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understanding the idea behind some code snippet

asked 2015-03-17 21:16:55 -0500

theodore gravatar image

updated 2015-03-26 08:53:37 -0500

regarding some code that I ported from the old opencv C api to the new C++ api, here, related to some radial distortion transformation. I am trying to figure out how the following function works.

float calc_shift(float x1,float x2,float cx,float k)
{
    float thresh = 1;
    float x3 = x1+(x2-x1)*0.5;
    float res1 = x1+((x1-cx)*k*((x1-cx)*(x1-cx)));
    float res3 = x3+((x3-cx)*k*((x3-cx)*(x3-cx)));

    std::cerr<<"x1: "<<x1<<" - "<<res1<<" x3: "<<x3<<" - "<<res3<<std::endl;

    if(res1>-thresh and res1 < thresh)
        return x1;
    if(res3<0){
        return calc_shift(x3,x2,cx,k);
    }else{
        return calc_shift(x1,x3,cx,k);
    }
}

the way that the above function is called can be seen below:

int w = src.cols;
int h = src.rows;

xShift = calc_shift(0, Cx - 1, Cx, k);
float newCenterX = w - Cx;
float xShift2 = calc_shift(0, newCenterX - 1, newCenterX, k);

yShift = calc_shift(0, Cy - 1, Cy, k);
float newCenterY = w - Cy;
float yShift2 = calc_shift(0, newCenterY - 1, newCenterY, k);

xScale = (w - xShift - xShift2) / w;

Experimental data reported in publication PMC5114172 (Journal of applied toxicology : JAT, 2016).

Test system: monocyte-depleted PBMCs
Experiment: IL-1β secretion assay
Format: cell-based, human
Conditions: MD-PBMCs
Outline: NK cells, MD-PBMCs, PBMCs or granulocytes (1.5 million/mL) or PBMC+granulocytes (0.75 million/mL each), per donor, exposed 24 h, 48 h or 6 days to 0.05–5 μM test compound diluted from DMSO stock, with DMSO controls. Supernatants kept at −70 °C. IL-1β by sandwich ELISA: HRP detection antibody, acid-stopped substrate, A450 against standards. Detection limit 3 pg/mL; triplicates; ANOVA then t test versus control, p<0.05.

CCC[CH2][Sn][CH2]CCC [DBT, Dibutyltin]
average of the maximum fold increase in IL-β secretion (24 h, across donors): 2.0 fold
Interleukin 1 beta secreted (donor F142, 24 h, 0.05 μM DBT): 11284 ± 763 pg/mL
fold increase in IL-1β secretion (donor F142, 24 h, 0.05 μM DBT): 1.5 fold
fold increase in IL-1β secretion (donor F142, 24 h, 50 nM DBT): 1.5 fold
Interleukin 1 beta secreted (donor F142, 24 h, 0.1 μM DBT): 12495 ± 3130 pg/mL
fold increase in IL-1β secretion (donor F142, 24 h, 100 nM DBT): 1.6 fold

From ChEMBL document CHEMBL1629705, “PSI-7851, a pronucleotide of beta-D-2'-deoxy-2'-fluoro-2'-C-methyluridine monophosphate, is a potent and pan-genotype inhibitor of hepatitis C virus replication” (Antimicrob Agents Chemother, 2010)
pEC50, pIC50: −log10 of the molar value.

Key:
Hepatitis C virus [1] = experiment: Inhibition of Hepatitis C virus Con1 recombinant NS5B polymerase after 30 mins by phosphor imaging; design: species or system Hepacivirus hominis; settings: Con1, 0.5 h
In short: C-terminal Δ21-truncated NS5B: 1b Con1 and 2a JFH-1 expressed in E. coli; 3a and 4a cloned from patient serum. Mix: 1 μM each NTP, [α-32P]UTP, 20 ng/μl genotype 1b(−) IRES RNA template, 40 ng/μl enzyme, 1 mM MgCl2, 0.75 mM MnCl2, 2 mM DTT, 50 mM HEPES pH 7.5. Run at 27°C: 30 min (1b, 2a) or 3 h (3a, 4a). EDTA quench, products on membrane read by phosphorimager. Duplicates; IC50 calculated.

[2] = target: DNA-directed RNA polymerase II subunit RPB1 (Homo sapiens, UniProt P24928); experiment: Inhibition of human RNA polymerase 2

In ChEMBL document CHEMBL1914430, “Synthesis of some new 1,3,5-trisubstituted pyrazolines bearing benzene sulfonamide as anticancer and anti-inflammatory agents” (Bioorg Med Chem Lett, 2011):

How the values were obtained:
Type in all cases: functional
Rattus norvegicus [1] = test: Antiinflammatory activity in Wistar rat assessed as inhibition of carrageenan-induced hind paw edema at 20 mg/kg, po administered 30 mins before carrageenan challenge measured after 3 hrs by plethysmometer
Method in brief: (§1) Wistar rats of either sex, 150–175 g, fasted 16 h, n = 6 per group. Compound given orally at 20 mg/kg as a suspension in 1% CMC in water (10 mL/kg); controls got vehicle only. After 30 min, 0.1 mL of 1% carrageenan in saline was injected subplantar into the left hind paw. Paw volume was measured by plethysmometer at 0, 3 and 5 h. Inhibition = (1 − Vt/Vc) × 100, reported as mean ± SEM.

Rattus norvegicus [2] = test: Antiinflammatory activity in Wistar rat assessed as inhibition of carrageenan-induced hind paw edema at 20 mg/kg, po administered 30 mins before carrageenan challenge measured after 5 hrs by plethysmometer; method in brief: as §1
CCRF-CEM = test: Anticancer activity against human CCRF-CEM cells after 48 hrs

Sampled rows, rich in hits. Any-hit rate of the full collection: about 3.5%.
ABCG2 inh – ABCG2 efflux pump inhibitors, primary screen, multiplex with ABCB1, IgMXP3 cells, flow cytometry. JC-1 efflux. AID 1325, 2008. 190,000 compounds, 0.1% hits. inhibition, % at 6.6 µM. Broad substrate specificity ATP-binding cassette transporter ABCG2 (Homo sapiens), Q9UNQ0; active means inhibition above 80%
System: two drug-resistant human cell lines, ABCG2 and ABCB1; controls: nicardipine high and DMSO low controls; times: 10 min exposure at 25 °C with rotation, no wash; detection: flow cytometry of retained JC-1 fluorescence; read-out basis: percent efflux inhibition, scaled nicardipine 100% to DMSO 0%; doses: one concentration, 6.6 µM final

yScale = (h - yShift - yShift2) / h;

where Cx and Cy correspond to the new coordinates of a given point, usually the center of the image, and k some distortion coefficient. I know the outcome, but I want to understand the idea behind regarding the specific values that are used as well.

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answered 2016-03-19 10:59:36 -0500

Tetragramm gravatar image

Well, the calc_shift seems to be a funny way of undoing the r_new = r_old + k*r_old^3 radial distortion. Not a very stable one.

I'm not sure what the xScale/yScale is supposed to be though. It looks to be checking the error caused by distortion in both directions from the center, adding them together and dividing by the width. So if everything's perfect, the scale is 1. I'm not sure why it's calculated the way it is. As the distortion goes up it drops way faster than I would think would be useful. Depends on what you're using it for, I guess.

It may be worth it to you to replace calc_shift with a better solving method, Newton's method should work fine. But if it's working as is, don't bother.

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@Tetragramm thanks for the response. However, I do not really understand the code snippet within the calc_shift() function. Do you understand what author exactly is doing, step by step. Thanks ;-).

theodore gravatar imagetheodore ( 2016-03-20 17:19:59 -0500 )edit
1

So the formula for the distortion is in the answer above. What this function is solving for is where r_old equals r_new. x1 is the outer bound of possible values, x2 is the inner bound, and cx is the zero point for the distortion, where no change happens no matter how much distortion there is.

So it calculates the error for the outer bound and half way between the inner and outer. If they are both past the point, the half way point is the new outer bound, repeat.

If they are on either side of the point, the outer stays the same and the half way point becomes the new inner bound.

Tetragramm gravatar imageTetragramm ( 2016-03-20 18:04:46 -0500 )edit
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Asked: 2015-03-17 21:16:55 -0500

Seen: 194 times

Last updated: Mar 19 '16